Tales of Woe by John Reed
PowerHouse Books, 2010
Barnes & Noble: “True stories of totally undeserved suffering. Spectacularly depressing. Nobody gets their just desserts. Crushing defeats. No happy endings. Abject misery. Pointless, endless grief.
No lessons of temperance or moderation. No saving grace. No divine intervention. No salvation.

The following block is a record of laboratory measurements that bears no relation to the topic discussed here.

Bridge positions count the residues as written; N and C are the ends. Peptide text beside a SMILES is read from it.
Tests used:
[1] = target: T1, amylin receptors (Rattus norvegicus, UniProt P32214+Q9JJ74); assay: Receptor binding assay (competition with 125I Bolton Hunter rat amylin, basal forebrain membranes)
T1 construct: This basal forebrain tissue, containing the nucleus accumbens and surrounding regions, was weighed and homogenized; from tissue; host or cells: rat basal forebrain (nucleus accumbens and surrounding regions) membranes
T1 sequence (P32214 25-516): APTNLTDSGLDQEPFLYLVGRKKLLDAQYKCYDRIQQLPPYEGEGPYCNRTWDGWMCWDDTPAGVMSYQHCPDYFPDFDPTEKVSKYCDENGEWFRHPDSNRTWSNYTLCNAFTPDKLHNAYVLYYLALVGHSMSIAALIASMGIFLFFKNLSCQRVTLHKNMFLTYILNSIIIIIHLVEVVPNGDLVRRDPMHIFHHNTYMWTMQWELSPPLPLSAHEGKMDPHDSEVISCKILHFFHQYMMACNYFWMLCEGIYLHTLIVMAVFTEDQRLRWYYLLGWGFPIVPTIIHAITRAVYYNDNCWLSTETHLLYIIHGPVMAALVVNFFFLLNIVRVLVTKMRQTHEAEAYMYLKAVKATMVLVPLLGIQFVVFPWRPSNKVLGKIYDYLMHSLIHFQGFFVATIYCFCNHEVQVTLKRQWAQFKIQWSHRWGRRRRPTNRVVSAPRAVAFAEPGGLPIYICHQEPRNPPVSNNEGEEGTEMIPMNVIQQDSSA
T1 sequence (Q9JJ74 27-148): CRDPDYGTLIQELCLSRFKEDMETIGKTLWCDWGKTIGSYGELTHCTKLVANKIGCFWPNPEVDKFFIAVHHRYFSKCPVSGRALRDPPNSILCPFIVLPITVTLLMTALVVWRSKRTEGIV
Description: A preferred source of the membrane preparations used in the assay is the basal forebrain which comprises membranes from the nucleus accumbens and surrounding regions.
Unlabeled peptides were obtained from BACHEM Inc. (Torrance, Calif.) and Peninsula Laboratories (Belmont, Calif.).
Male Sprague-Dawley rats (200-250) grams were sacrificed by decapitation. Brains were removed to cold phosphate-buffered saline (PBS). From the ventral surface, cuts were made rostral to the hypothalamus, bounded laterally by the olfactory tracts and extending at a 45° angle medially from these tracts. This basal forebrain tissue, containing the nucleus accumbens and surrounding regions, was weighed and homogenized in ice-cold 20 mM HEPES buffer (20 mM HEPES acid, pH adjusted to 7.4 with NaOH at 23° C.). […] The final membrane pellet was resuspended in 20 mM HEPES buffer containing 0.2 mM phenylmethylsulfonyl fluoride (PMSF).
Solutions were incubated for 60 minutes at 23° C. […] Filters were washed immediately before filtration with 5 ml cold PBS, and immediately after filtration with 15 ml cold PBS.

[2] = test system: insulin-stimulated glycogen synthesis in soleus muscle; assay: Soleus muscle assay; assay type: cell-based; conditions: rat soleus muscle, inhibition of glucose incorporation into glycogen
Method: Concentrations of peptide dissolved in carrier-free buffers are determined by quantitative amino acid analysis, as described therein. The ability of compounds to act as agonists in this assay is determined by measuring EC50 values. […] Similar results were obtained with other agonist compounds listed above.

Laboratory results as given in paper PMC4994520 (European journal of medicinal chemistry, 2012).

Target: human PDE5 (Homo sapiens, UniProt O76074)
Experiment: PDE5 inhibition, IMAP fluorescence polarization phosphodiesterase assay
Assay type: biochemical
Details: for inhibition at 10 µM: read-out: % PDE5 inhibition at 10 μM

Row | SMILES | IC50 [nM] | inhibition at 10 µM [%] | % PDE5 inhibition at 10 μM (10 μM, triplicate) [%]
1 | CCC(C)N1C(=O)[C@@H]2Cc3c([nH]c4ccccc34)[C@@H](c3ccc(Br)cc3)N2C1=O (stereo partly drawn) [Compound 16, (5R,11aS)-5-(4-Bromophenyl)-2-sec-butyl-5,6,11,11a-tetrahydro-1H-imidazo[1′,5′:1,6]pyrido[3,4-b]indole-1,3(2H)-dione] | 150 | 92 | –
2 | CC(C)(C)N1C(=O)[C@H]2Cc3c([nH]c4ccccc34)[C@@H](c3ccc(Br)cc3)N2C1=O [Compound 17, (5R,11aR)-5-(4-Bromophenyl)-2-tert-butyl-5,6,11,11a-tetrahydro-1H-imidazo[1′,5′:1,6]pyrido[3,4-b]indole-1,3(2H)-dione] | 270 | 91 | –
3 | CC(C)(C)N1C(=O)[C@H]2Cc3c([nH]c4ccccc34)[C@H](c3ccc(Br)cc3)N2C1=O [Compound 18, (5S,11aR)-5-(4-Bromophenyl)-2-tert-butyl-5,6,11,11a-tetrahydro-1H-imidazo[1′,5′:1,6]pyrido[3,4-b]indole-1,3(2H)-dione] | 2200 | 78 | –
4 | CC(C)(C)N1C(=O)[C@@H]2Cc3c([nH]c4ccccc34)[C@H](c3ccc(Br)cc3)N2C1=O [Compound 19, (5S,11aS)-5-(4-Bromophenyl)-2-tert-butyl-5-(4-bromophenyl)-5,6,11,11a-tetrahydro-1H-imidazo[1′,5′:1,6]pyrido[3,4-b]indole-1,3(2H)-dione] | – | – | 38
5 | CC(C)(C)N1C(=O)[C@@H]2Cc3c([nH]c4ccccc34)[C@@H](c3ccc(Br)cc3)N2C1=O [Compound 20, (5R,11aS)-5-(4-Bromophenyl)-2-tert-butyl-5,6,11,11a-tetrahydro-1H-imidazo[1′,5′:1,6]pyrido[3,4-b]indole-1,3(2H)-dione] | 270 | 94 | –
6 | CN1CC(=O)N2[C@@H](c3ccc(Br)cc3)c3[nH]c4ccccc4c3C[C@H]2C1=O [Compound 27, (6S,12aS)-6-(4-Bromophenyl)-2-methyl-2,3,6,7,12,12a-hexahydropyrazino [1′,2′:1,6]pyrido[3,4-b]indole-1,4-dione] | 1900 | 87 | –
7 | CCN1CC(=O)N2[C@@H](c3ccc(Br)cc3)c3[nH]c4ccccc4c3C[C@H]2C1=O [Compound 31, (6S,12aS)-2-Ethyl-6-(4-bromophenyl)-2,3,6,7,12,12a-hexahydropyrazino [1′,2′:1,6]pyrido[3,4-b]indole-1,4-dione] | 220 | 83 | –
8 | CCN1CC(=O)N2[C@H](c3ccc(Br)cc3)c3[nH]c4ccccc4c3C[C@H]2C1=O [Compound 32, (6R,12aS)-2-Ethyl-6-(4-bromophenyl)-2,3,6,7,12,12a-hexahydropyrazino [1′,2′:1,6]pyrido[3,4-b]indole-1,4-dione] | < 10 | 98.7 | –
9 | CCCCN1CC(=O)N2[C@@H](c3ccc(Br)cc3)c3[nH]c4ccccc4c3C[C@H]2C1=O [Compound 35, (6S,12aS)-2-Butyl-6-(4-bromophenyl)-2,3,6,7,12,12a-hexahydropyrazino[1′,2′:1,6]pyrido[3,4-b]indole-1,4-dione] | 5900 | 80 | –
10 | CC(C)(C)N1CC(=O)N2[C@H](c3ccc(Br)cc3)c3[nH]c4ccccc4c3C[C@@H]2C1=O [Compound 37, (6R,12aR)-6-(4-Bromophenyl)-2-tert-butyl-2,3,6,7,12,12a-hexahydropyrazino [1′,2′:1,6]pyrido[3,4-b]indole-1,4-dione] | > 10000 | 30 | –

Sin, suffering, redemption. That’s the movie, that’s the front page news, that’s the story of popular culture—of American culture. A ray of hope. A comeuppance. An all-for-the-best. Makes it easier to deal with the world’s misery—to know that there’s a reason behind it, that it’ll always work out in the end, that people get what they deserve. The fact: sometimes people suffer for no reason. No sin, no redemption—just suffering, suffering, suffering. Tales of Woe compiles today’s most awful narratives of human wretchedness. This is not Hollywood catharsis (someone overcomes something and the viewer is uplifted), this is the katharsis of Ancient Greece: you watch people suffer horribly, and then feel better about your own life. Tales of Woe tells stories of murder, accident, depravity, cruelty, and senseless unhappiness: and all true.”